City nixes free pickup of furniture

COVINGTON -- The City Council agreed to abolish free curbside pickup of furniture and appliances at its Monday night meeting by a vote of 3-2.

The move is expected to save the city $70,000 to $100,000 annually, according to Public Works Director Billy Bouchillon.

Now, those with old televisions, sofas and other furniture and appliances will have to haul those items to the landfill themselves or pay a fee for the city to haul them.

Those who want the city to pick up their items will now come by City Hall to fill out an application and pay a minimum $50 fee. The fee could be more, depending on the size of the load.

Councilman Keith Dalton said he was concerned about elderly people and those without a vehicle who might not be able to make it to the landfill.

Bouchillon said the city will always work with people with special needs. He said it may be possible to visit various neighborhoods once a quarter with a large Dumpster where residents can drop whatever they want for free.

The vote was 3-2 in favor of amending the ordinance, with Dalton and Hawnethia Williams opposed, and Councilmen Mike Whatley and Chris Smith and Councilwoman Janet Goodman in favor. Councilwoman Ocie Franklin was absent.

"I do this reluctantly but we have to do it because we've always lost money. The county's going up on us," Goodman said, referring to increased tipping fees at the county landfill.

The city received a letter from businessmen Joe and Gene Mobley expressing concern that the change could lead people to dump furniture, appliances and other items in or near Dumpsters on commercial properties.

"Having been the owners of multiple properties in Covington for many years, we have learned the mind set of people that are looking to dump large trash," the letter states. "They are thinking, 'Where can I dump this stuff and not get caught?' and there's nothing like driving up to one of your Dumpsters and finding a three-piece living room set hanging out of it."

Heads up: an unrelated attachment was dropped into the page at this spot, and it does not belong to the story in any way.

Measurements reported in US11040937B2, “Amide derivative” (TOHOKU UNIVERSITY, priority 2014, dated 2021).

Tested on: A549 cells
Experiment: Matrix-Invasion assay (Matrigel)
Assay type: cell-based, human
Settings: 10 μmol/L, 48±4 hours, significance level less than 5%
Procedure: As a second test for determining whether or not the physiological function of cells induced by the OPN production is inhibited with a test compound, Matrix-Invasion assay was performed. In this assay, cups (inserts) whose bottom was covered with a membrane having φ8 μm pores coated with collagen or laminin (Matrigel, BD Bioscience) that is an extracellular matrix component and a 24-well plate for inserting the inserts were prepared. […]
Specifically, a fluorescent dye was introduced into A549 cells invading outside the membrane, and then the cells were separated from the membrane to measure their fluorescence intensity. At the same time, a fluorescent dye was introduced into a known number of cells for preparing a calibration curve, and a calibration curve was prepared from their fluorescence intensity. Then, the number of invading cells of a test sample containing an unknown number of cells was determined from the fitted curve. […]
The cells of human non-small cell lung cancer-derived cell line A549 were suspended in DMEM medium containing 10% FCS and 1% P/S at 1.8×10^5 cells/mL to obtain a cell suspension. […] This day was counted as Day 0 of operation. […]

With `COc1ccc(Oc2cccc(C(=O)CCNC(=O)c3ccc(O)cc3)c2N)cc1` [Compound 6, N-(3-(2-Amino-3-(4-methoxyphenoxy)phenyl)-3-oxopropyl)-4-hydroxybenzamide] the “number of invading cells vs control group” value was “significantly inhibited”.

The Mobleys said they are concerned about their Dumpsters on Henderson Drive, where people are dropping off their garbage "as if we're the local trash drop."

"We feel the lack of free large trash pickup will create an epidemic of furniture, appliances and other unwanted items being simply left in and near the Dumpsters for the property owners to dispose of. With the change in city policy I envision us paying money to remove items that we are not the source of," the letter states.

They asked the council to consider increasing garbage collection fees to generate more revenue in lieu of eliminating curbside pickup of furniture.

"I'm not for that ... asking everybody to bear the cost of what a few people contributed to," said City Manager Steve Horton.

Mayor Kim Carter said that "in lieu of privatization, this is a no-brainer."

Although Smith noted that the free collection of furniture is one of the perks of living in the city, Carter said, "You pay for what you get. Our job is to make sure we find a way to pay for all those services."

Smith ultimately voted in favor of the change but asked for it to be revisited if it causes problems.